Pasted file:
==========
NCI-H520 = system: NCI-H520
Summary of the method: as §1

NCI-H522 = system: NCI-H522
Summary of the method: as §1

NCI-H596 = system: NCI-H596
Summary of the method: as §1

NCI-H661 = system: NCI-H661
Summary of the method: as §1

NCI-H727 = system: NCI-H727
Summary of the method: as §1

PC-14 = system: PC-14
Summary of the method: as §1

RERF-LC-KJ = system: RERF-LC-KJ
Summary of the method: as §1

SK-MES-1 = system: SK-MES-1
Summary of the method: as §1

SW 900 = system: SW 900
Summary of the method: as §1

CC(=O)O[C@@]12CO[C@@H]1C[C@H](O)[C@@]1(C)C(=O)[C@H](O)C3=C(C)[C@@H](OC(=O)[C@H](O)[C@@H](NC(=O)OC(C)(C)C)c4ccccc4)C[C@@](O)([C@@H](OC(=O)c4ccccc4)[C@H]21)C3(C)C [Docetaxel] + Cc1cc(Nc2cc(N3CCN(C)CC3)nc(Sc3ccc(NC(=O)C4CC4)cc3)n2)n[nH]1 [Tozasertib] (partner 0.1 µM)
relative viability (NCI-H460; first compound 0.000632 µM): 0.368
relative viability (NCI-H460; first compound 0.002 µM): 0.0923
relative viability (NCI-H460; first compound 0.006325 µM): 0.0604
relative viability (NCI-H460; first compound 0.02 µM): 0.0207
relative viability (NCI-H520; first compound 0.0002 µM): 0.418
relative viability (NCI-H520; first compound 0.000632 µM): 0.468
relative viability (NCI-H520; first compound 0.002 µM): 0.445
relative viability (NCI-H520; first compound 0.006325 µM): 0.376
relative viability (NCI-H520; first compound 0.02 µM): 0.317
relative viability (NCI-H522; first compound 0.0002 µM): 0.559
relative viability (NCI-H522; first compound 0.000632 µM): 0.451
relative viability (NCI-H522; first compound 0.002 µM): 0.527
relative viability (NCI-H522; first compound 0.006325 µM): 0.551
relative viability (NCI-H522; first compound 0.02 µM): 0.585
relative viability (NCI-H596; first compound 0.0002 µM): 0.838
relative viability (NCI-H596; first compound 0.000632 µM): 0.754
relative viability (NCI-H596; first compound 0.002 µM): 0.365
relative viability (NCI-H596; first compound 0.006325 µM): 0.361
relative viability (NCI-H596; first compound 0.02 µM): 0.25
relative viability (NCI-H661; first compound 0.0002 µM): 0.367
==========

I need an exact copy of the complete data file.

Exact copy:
NCI-H520 = system: NCI-H520
Summary of the method: as §1

NCI-H522 = system: NCI-H522
Summary of the method: as §1

NCI-H596 = system: NCI-H596
Summary of the method: as §1

NCI-H661 = system: NCI-H661
Summary of the method: as §1

NCI-H727 = system: NCI-H727
Summary of the method: as §1

PC-14 = system: PC-14
Summary of the method: as §1

RERF-LC-KJ = system: RERF-LC-KJ
Summary of the method: as §1

SK-MES-1 = system: SK-MES-1
Summary of the method: as §1

SW 900 = system: SW 900
Summary of the method: as §1

CC(=O)O[C@@]12CO[C@@H]1C[C@H](O)[C@@]1(C)C(=O)[C@H](O)C3=C(C)[C@@H](OC(=O)[C@H](O)[C@@H](NC(=O)OC(C)(C)C)c4ccccc4)C[C@@](O)([C@@H](OC(=O)c4ccccc4)[C@H]21)C3(C)C [Docetaxel] + Cc1cc(Nc2cc(N3CCN(C)CC3)nc(Sc3ccc(NC(=O)C4CC4)cc3)n2)n[nH]1 [Tozasertib] (partner 0.1 µM)
relative viability (NCI-H460; first compound 0.000632 µM): 0.368
relative viability (NCI-H460; first compound 0.002 µM): 0.0923
relative viability (NCI-H460; first compound 0.006325 µM): 0.0604
relative viability (NCI-H460; first compound 0.02 µM): 0.0207
relative viability (NCI-H520; first compound 0.0002 µM): 0.418
relative viability (NCI-H520; first compound 0.000632 µM): 0.468
relative viability (NCI-H520; first compound 0.002 µM): 0.445
relative viability (NCI-H520; first compound 0.006325 µM): 0.376
relative viability (NCI-H520; first compound 0.02 µM): 0.317
relative viability (NCI-H522; first compound 0.0002 µM): 0.559
relative viability (NCI-H522; first compound 0.000632 µM): 0.451
relative viability (NCI-H522; first compound 0.002 µM): 0.527
relative viability (NCI-H522; first compound 0.006325 µM): 0.551
relative viability (NCI-H522; first compound 0.02 µM): 0.585
relative viability (NCI-H596; first compound 0.0002 µM): 0.838
relative viability (NCI-H596; first compound 0.000632 µM): 0.754
relative viability (NCI-H596; first compound 0.002 µM): 0.365
relative viability (NCI-H596; first compound 0.006325 µM): 0.361
relative viability (NCI-H596; first compound 0.02 µM): 0.25
relative viability (NCI-H661; first compound 0.0002 µM): 0.367